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Shinzo Abe information

Shinzo Abe
Junior First Rank
安倍 晋三
Official portrait of Shinzo Abe
Official portrait, 2015
Prime Minister of Japan
In office
26 December 2012 – 16 September 2020
  • Akihito
  • Naruhito
DeputyTarō Asō
Preceded byYoshihiko Noda
Succeeded byYoshihide Suga
In office
26 September 2006 – 26 September 2007
Preceded byJunichiro Koizumi
Succeeded byYasuo Fukuda
President of the Liberal Democratic Party
In office
26 September 2012 – 14 September 2020
Vice PresidentMasahiko Kōmura
  • Shigeru Ishiba
  • Sadakazu Tanigaki
  • Toshihiro Nikai
Preceded bySadakazu Tanigaki
Succeeded byYoshihide Suga
In office
20 September 2006 – 26 September 2007
  • Tsutomu Takebe
  • Hidenao Nakagawa
  • Tarō Asō
Preceded byJunichiro Koizumi
Succeeded byYasuo Fukuda
Chief Cabinet Secretary
In office
31 October 2005 – 26 September 2006
Prime MinisterJunichiro Koizumi
Preceded byHiroyuki Hosoda
Succeeded byYasuhisa Shiozaki
Member of the House of Representatives
In office
20 October 1996 – 8 July 2022
Preceded byConstituency established
ConstituencyYamaguchi 4th district
Majority86,258 (58.40%)
In office
18 July 1993 – 20 October 1996
Preceded byShintaro Abe
Succeeded byConstituency abolished
ConstituencyYamaguchi 1st district (1947–1993) [ja]
Personal details
Born(1954-09-21)21 September 1954
Shinjuku, Tokyo, Japan
Died8 July 2022(2022-07-08) (aged 67)
Kashihara, Nara, Japan
Manner of deathAssassination
Political partyLiberal Democratic
Akie Matsuzaki
(m. 1987)
  • Shintaro Abe (father)
  • Yoko Kishi (mother)
  • Hironobu Abe [ja] (brother)
  • Nobuo Kishi (brother)
  • Kan Abe (grandfather)
  • Nobusuke Kishi (grandfather)
  • Eisaku Satō (great-uncle)
Alma mater
  • Seikei University (BA)
  • University of Southern California (no degree)
  • Padma Vibhushan (2021)
  • Junior First Rank (posthumous, 2022)
  • Collar of the Supreme Order of the Chrysanthemum (posthumous, 2022)
  • Grand Cordon of the Supreme Order of the Chrysanthemum (posthumous, 2022)
SignatureShinzo Abe

Shinzo Abe (/ˈʃɪnz ˈɑːb/ SHIN-zoh AH-bay; Japanese: 安倍 晋三, Hepburn: Abe Shinzō, IPA: [abe ɕindzoː]; 21 September 1954 – 8 July 2022) was a Japanese politician who served as Prime Minister of Japan and President of the Liberal Democratic Party (LDP) from 2006 to 2007 and again from 2012 to 2020. He was the longest-serving prime minister in Japanese history. Abe also served as Chief Cabinet Secretary from 2005 to 2006 under Junichiro Koizumi and was briefly the opposition leader in 2012.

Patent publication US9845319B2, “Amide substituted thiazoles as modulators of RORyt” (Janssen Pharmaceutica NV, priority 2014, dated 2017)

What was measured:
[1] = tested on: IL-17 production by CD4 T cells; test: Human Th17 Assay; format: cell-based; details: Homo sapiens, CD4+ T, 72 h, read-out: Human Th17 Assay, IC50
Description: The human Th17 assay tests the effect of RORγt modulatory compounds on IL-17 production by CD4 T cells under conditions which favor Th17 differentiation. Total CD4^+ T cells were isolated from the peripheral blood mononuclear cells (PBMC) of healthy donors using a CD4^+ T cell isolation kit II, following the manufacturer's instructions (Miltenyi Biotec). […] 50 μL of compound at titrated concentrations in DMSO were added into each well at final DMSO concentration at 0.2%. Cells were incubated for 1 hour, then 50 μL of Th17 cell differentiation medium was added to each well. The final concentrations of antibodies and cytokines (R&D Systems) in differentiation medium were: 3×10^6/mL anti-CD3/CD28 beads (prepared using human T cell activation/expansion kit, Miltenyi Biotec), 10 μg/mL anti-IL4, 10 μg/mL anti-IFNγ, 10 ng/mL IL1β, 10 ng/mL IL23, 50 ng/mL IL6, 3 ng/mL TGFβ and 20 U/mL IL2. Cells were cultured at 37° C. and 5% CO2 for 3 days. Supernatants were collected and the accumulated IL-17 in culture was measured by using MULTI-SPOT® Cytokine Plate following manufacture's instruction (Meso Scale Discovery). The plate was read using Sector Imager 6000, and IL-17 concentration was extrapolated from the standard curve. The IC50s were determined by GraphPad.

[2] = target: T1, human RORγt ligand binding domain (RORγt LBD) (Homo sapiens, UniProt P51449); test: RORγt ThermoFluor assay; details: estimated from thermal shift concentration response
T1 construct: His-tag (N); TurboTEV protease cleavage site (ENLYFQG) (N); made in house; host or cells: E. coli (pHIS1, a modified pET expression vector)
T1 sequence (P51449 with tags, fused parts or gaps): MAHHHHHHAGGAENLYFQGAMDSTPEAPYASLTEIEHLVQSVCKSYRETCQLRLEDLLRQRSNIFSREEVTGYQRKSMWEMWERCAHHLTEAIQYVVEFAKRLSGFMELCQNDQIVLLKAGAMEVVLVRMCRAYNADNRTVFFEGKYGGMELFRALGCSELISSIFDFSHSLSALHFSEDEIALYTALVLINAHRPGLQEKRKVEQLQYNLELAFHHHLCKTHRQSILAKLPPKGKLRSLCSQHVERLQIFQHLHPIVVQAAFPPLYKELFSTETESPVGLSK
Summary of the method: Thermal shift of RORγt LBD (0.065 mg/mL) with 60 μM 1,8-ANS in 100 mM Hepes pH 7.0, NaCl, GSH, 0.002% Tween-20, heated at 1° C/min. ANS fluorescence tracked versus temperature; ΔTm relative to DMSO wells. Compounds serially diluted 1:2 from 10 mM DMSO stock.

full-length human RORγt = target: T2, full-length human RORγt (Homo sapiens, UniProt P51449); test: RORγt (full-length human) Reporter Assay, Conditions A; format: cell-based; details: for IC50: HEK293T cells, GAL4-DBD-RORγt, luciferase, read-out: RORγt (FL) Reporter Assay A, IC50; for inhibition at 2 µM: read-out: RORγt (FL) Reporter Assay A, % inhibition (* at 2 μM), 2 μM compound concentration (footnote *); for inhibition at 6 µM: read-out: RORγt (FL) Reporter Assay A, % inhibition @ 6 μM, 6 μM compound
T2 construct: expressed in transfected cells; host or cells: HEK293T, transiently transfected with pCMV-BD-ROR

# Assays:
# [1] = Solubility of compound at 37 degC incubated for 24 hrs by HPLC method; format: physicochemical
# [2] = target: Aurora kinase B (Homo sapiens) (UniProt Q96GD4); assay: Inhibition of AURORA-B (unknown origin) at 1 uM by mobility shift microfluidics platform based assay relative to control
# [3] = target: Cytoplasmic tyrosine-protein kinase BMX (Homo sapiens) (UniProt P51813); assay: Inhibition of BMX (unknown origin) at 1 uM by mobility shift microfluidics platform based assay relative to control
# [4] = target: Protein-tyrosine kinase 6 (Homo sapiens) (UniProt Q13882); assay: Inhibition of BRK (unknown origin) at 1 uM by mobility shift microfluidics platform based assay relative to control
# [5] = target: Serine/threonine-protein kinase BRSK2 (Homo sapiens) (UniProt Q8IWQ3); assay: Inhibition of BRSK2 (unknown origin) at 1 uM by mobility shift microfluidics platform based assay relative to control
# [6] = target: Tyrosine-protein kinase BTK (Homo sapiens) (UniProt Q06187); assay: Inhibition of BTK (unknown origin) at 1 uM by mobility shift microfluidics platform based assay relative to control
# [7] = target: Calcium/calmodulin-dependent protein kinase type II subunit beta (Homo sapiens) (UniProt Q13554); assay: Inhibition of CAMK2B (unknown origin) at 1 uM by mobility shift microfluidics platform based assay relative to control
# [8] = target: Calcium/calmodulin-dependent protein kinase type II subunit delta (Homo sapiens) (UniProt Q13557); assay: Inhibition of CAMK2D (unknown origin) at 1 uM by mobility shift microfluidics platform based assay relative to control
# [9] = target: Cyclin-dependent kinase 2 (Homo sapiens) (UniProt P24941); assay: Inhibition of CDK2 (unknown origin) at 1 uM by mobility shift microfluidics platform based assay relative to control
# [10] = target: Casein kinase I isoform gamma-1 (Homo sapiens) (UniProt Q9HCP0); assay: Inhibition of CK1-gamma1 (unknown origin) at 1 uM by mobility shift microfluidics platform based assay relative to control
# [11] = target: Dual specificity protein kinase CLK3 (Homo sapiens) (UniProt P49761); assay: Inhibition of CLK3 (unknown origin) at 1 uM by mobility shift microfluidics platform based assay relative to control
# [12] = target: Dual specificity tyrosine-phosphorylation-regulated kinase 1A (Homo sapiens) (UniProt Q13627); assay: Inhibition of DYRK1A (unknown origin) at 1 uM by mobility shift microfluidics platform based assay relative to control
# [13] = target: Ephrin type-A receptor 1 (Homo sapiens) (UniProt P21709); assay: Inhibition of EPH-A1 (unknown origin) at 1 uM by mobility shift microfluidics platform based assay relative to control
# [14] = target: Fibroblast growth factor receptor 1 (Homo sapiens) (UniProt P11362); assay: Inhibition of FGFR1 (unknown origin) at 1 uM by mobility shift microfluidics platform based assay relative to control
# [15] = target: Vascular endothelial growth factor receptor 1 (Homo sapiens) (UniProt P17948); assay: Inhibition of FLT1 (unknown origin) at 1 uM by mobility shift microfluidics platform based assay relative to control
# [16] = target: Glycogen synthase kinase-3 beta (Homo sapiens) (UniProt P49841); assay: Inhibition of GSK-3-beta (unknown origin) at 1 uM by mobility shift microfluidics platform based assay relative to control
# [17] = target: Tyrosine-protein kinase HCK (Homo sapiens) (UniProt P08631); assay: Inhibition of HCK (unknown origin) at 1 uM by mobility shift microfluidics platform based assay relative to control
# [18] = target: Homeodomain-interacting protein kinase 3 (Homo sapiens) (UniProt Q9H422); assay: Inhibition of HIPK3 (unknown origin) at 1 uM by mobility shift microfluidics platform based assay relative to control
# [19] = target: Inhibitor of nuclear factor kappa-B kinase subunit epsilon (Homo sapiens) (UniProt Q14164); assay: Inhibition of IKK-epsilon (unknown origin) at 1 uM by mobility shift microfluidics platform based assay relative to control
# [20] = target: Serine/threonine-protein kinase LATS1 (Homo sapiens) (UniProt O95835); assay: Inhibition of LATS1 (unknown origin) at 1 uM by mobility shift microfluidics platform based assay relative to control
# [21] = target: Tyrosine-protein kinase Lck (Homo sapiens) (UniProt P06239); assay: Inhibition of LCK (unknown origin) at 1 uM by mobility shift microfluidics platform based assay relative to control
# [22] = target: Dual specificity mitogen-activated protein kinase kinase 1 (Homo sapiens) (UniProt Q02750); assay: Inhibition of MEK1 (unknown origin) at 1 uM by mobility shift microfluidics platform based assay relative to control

Abe was born into a prominent political family in Tokyo and was the grandson of Prime Minister Nobusuke Kishi. After graduating from Seikei University and briefly attending the University of Southern California, Abe was elected to the House of Representatives in the 1993 election. Abe was appointed Chief Cabinet Secretary by Prime Minister Koizumi in 2005 before replacing him as prime minister and LDP president the following year. Confirmed by the National Diet, Abe became Japan's youngest post-war prime minister and the first born after World War II. Abe resigned as prime minister after one year due to ulcerative colitis and his party's recent losses. After recovering, Abe staged an unexpected political comeback by defeating Shigeru Ishiba, the former defense minister, to become LDP president in 2012. Following the LDP's landslide victory in that year's general election, Abe became the first former prime minister to return to the office since Shigeru Yoshida in 1948. He led the LDP to further victories in the 2014 and 2017 elections, becoming Japan's longest-serving prime minister. In 2020, Abe again resigned as prime minister, citing a relapse of his colitis, and was succeeded by Yoshihide Suga.

Abe was a staunch conservative whom political commentators had described as a right-wing Japanese nationalist.[1][2][3][4][5] Associated with the Nippon Kaigi,[6] he held negationist views on Japanese history,[7][8][9] including denying the role of government coercion in the recruitment of comfort women during World War II,[10] a position which caused tensions particularly with South Korea.[11][12] Under his premiership, relations further strained in 2019 over disputes about reparations.[13][14] Earlier that same year, Abe's government initiated a trade dispute with South Korea after the South Korean Supreme Court ruled that reparations be made by Japanese companies who had benefited from forced labor.[15][16] Abe was also considered a hard-liner with respect to Japan's military policies. In 2007, he initiated the Quadrilateral Security Dialogue during his first tenure as prime minister, aimed at resisting China's rise as a superpower.[17] He advocated reforming the Japan Self-Defense Forces (JSDF) by revising Article 9 of the Japanese constitution that outlawed declarations of war.[18] He enacted military reforms in 2015 that allowed Japan to exercise collective security by allowing JSDF deployments overseas, the passage of which was controversial and met with protests. Economically, Abe attempted to counter Japan's economic stagnation with "Abenomics", with mixed results. Abe was also credited with reinstating the Trans-Pacific Partnership with the Comprehensive and Progressive Agreement for Trans-Pacific Partnership.[19][20][21]